The world’s best head for Badminton

  • Badminton 2004 will attract more attention than ever in this Olympic year. Selectors will have their eyes skinned for any changes to long-listed riders form, while media speculation over Britain’s eventing gold medal chances is likely to reach an all-time high depending on British riders’ performances in Gloucestershire this weekend.

    Hugh Thomas’ cross-country course is 30sec shorter than usual, although the 6,500m track will include the same number of fences. However, riders will be expected to ride at the usual speed of 570 metres per minute over the 32 obstacles, meaning that far fewer riders are likely to finish without time penalties.

    Mr Thomas is adamant though, that timing will as always depend on a number of factors. “At the moment the going is absolutely perfect, and although rain has been forecast, it has been dry so far. If the going remains good, time penalties will be fewer and further between,” he said on Tuesday.

    This is the third year that the cross-country will start and finish in the main arena. Notable omissions this year include the Beaufort Steps and the Vicarage Vee, which have been influential obstacles in the past. Nevertheless, designer Hugh Thomas poses plenty of questions to both horse and rider, but stresses that he “couldn’t say” which fences this year could prove decisive.

    “We design courses deliberately to avoid having one fence which causes horse and rider undue difficulties. So saying, some fences are more difficult than others. I would expect the Shogun Hollow (fences 7 and 8), the Colt Pond (fence 12), the Hunt Kennels (fence 14) and the Lake (fences 17, 18 and 19) to prove a little less straightforward,” he explained.

    Britain’s golden girl Pippa Funnell is the public’s favourite to take home the title for a third consecutive year, although she will be without Supreme Rock, who carried her to glory here in 2002 and 2003. She will be riding stallion Viceroy II, who will be making his Badminton debut, and Cornerman, who was sixth last year.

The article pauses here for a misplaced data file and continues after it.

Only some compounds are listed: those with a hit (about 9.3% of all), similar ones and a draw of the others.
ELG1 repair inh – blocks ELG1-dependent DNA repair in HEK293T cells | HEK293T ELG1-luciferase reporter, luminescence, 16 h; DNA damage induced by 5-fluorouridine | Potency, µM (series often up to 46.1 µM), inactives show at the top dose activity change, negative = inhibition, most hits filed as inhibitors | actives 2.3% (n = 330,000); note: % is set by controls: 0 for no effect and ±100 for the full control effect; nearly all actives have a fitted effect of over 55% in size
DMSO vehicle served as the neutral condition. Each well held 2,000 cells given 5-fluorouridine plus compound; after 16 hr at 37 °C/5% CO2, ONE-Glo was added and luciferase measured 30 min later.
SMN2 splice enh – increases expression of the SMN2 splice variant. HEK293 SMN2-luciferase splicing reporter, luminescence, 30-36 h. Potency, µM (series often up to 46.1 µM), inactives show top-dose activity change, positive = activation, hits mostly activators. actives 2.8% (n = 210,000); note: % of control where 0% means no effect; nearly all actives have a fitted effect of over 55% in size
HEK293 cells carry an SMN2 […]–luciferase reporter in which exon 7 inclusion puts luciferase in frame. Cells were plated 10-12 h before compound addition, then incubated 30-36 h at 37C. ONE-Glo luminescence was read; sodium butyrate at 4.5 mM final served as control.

William Fox-Pitt will be a strong challenger for the title, fresh back from a successful campaign in Kentucky (where he was fourth with the relatively inexperienced Ballincoola and 11th with Coastal Ties). He rides Tamarillo, who was second here in 2002 but was withdrawn after the dressage last year. He also brings Moon Man, who hasn’t completed Badminton, but whose four-star record puts him well in the running.

    Among the Badminton first-timers, Chris King will feel the weight of expectation firmly upon his shoulders. He brings Miss de Meena IV and Brer Rabbit II, both former rides of two of Britain’s top eventers. Six-time Badminton winner Lucinda Green handed over the reins of Miss de Meena to Chris this year, while Brer Rabbit was 18th at Badminton in 2002 and 2003 with Leslie Law.

    The foreign invasion brings a wealth of talent, as well as a host of newcomers. Of the Badminton veterans, Andrew Hoy and Matt Ryan will be returning to represent Australia. Matt Ryan has completed seven times, his best performance yet when he was runner-up in 1995. He will ride the relatively inexperienced Bonza Puzzle. Andrew Hoy returns with Mr Pracatan, who was seventh last year.

    New Zealand’s Andrew Nicholson has two rides: Flush Banker and Lord Killinghurst and will be hoping to improve on his fifth in 1999 and add to his 17 completions. He is joined by a wealth of young talent from the Southern Hemisphere, including Kate Wood, Tim Price and Jonelle Richards, who are all first-timers.

    Olympic long-listed riders Zara Phillips and Mary King will be conspicuous by their absence. Mary King has been given a bye as King Solomon III has already proved himself at four star level, while Zara Phillips’ only four star prospect, Toytown, is recovering from an injury which has left a huge question mark over Zara’s Olympic hopes at Athens.

  • Don’t miss tomorrow’s issue of Horse & Hound (29 April 04) for a full run-down of the form of riders heading to Badminton.
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